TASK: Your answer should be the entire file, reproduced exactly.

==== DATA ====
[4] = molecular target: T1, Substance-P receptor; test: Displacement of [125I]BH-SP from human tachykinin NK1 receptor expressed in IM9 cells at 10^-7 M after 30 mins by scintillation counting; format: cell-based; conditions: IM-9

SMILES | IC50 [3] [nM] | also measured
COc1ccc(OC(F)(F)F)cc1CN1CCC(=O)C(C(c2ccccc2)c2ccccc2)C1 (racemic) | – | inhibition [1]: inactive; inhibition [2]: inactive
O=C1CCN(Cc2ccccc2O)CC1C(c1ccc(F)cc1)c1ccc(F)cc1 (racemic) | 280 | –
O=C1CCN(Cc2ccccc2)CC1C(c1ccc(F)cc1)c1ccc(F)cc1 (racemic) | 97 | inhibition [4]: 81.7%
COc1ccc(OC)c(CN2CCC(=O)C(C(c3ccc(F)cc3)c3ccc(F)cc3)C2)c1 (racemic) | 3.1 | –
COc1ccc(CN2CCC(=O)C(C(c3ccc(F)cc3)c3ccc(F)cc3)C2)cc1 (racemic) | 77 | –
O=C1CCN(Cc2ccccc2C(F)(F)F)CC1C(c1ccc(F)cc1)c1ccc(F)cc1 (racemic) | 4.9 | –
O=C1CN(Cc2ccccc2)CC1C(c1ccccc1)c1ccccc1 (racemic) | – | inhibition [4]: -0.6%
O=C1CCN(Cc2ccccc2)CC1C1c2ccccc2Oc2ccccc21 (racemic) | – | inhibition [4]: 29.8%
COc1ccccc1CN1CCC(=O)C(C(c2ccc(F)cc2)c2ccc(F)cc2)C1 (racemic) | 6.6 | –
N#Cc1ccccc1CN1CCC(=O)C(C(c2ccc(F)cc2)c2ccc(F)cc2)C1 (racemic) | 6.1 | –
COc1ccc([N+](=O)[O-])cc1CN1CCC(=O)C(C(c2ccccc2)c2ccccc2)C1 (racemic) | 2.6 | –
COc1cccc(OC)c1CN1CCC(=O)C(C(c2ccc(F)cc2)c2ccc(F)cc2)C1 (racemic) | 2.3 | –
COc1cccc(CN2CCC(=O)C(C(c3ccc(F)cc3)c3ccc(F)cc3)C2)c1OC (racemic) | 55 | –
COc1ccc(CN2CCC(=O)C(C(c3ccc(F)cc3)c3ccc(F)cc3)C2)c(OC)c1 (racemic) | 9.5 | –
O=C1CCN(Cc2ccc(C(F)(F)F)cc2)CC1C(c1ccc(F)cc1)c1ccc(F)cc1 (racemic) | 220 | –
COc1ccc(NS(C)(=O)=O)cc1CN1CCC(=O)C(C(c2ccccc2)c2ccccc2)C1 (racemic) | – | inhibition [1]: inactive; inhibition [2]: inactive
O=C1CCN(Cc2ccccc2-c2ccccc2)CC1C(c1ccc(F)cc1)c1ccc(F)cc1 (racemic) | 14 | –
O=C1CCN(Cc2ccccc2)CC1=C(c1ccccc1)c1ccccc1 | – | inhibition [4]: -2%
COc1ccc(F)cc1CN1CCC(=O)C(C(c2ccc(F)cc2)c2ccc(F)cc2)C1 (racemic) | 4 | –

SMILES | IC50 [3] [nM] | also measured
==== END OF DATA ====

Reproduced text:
[4] = molecular target: T1, Substance-P receptor; test: Displacement of [125I]BH-SP from human tachykinin NK1 receptor expressed in IM9 cells at 10^-7 M after 30 mins by scintillation counting; format: cell-based; conditions: IM-9

SMILES | IC50 [3] [nM] | also measured
COc1ccc(OC(F)(F)F)cc1CN1CCC(=O)C(C(c2ccccc2)c2ccccc2)C1 (racemic) | – | inhibition [1]: inactive; inhibition [2]: inactive
O=C1CCN(Cc2ccccc2O)CC1C(c1ccc(F)cc1)c1ccc(F)cc1 (racemic) | 280 | –
O=C1CCN(Cc2ccccc2)CC1C(c1ccc(F)cc1)c1ccc(F)cc1 (racemic) | 97 | inhibition [4]: 81.7%
COc1ccc(OC)c(CN2CCC(=O)C(C(c3ccc(F)cc3)c3ccc(F)cc3)C2)c1 (racemic) | 3.1 | –
COc1ccc(CN2CCC(=O)C(C(c3ccc(F)cc3)c3ccc(F)cc3)C2)cc1 (racemic) | 77 | –
O=C1CCN(Cc2ccccc2C(F)(F)F)CC1C(c1ccc(F)cc1)c1ccc(F)cc1 (racemic) | 4.9 | –
O=C1CN(Cc2ccccc2)CC1C(c1ccccc1)c1ccccc1 (racemic) | – | inhibition [4]: -0.6%
O=C1CCN(Cc2ccccc2)CC1C1c2ccccc2Oc2ccccc21 (racemic) | – | inhibition [4]: 29.8%
COc1ccccc1CN1CCC(=O)C(C(c2ccc(F)cc2)c2ccc(F)cc2)C1 (racemic) | 6.6 | –
N#Cc1ccccc1CN1CCC(=O)C(C(c2ccc(F)cc2)c2ccc(F)cc2)C1 (racemic) | 6.1 | –
COc1ccc([N+](=O)[O-])cc1CN1CCC(=O)C(C(c2ccccc2)c2ccccc2)C1 (racemic) | 2.6 | –
COc1cccc(OC)c1CN1CCC(=O)C(C(c2ccc(F)cc2)c2ccc(F)cc2)C1 (racemic) | 2.3 | –
COc1cccc(CN2CCC(=O)C(C(c3ccc(F)cc3)c3ccc(F)cc3)C2)c1OC (racemic) | 55 | –
COc1ccc(CN2CCC(=O)C(C(c3ccc(F)cc3)c3ccc(F)cc3)C2)c(OC)c1 (racemic) | 9.5 | –
O=C1CCN(Cc2ccc(C(F)(F)F)cc2)CC1C(c1ccc(F)cc1)c1ccc(F)cc1 (racemic) | 220 | –
COc1ccc(NS(C)(=O)=O)cc1CN1CCC(=O)C(C(c2ccccc2)c2ccccc2)C1 (racemic) | – | inhibition [1]: inactive; inhibition [2]: inactive
O=C1CCN(Cc2ccccc2-c2ccccc2)CC1C(c1ccc(F)cc1)c1ccc(F)cc1 (racemic) | 14 | –
O=C1CCN(Cc2ccccc2)CC1=C(c1ccccc1)c1ccccc1 | – | inhibition [4]: -2%
COc1ccc(F)cc1CN1CCC(=O)C(C(c2ccc(F)cc2)c2ccc(F)cc2)C1 (racemic) | 4 | –

SMILES | IC50 [3] [nM] | also measured